It all began innocently enough. At the end of 2008’s Forgetting Sarah Marshall, actor-scribe Jason Segel inserted a Dracula puppet musical as both a touching coda to his witty comedy and a good excuse to showcase a longtime passion.
Segel had persuaded Jim Henson’s Creature Shop to create the puppets to help stage his mini-tribute. But when Segel asked if he could meet Kermit and Miss Piggy, he learned that his old friends had been sold to Disney!
“I just got a little fire in my belly,” Jason Segel recalls. “The Muppets are such a great group of characters. I just couldn’t stand the thought of it going fallow. I went to Disney and pitched the idea of a Muppet movie.”
So began the next chapter in the charmed life of the 31-year-old Los Angeles native—and the resurrection of Henson’s internationally beloved pantheon. “I don’t think anyone saw it coming,” admits Segel.
Looking back at a biography that suggests a carefree, almost inadvertent tilt toward good fortune, Segel’s leap of faith is fitting. Jason Segel’s acting career began in high school, where he staged a play just to see if he could memorize an unusually long monologue. As luck would have it, there was a studio executive in the audience who liked Segel’s performance and landed him an agent. What came next was a decade-long, slow-but-steady climb as both actor and writer (his first screenplay, though unproduced, actually sold), culminating in the breakthrough success of Forgetting Sarah Marshall.
But all this success did not come without application or forethought. Encouraged by Judd Apatow to write for himself rather than wait for Hollywood to come knocking, Jason Segel has not been sitting on his hands.
In an interview with MM, Segel breaks down—in his own disarming, understated fashion—the whys and wherefores of his charmed life.
Phillip Williams (MM): You’ve become a very successful actor, but just as successful a screenwriter. What’s your secret?
Jason Segel (JS): Judd Apatow gave me some great advice when I was writing Forgetting Sarah Marshall. He said, “Make your first draft a drama. Put the comedy in later.” Because you lose interest quickly if it’s all fart jokes.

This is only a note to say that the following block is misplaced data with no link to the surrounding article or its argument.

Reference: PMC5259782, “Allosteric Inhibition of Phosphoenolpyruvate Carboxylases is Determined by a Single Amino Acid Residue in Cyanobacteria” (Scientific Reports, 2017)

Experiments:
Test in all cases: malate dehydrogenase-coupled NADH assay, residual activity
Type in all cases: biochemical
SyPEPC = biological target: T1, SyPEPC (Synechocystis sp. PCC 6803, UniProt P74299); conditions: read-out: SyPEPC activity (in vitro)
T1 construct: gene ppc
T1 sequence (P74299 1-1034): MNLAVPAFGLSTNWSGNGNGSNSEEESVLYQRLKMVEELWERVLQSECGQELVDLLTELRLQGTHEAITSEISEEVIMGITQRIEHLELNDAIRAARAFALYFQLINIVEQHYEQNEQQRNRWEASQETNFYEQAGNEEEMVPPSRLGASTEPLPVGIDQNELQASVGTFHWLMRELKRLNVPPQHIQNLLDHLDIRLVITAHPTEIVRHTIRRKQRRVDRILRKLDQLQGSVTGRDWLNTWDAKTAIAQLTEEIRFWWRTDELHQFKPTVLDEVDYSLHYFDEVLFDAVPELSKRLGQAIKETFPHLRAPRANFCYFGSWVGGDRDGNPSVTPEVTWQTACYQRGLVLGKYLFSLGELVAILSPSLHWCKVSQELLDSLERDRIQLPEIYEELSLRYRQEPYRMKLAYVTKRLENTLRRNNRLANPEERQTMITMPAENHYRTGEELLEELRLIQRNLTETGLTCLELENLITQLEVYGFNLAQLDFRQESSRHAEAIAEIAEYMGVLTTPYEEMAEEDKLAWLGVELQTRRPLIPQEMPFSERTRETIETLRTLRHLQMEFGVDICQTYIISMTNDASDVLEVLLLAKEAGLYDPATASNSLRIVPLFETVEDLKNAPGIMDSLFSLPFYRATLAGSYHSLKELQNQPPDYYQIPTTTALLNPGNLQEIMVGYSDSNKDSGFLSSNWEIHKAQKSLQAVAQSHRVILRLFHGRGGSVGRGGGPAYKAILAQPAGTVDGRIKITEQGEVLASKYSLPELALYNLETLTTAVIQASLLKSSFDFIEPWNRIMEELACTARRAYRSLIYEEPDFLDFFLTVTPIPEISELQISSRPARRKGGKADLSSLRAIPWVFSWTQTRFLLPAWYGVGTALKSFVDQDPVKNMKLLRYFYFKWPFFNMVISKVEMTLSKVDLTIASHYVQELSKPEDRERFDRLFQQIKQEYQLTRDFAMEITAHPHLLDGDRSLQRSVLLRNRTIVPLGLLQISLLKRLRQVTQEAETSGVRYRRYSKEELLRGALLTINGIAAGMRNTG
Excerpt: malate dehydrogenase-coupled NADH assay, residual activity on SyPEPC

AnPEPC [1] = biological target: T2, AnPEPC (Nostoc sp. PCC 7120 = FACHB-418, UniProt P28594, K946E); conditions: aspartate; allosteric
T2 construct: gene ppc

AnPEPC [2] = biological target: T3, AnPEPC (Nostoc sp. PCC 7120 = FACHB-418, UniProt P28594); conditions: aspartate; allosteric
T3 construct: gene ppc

MM: You really just sat down and wrote a drama, putting all thoughts of comedy aside?
JS: You know, Judd knew exactly what he was doing, and I understood this as soon as I started writing. Because my tone naturally leans toward comedy, so that just came through. But keeping focused on the heart and drama in the relationships helped me to create something that people would presumably want to watch.
MM: What is your writing process?
JS: I try to go someplace that evokes a sense of the story I’m trying to tell. That’s why I wrote Sarah Marshall in Hawaii. I wrote The Muppets in London just because, to me, London feels very “Muppety.” (laughs)
MM: Once you have a place to write, do you just sit down every day and write for four hours or whatever?
JS: It’s more when I feel inspired. I don’t stick to an exact schedule and that’s, to some degree, why I go someplace specific to write. It helps to keep me focused and inspired; it reminds me that I am in this particular place to accomplish something. I also put on a suit to write. It’s a bit strange, I know, but it helps me feel like I’m going to work, like ‘This is my time to write.’
MM: What’s your approach to keeping it fun and productive while you collaborate?
JS: [The Muppets co-writer] Nick Stoller and I met [when he directed] Forgetting Sarah Marshall, and it was a real meeting of the minds from the get-go; we just clicked… I’ve been lucky in that I’ve been able to work with directors I trust.
MM: Where did James Bobin come into the picture? How did he end up directing The Muppets?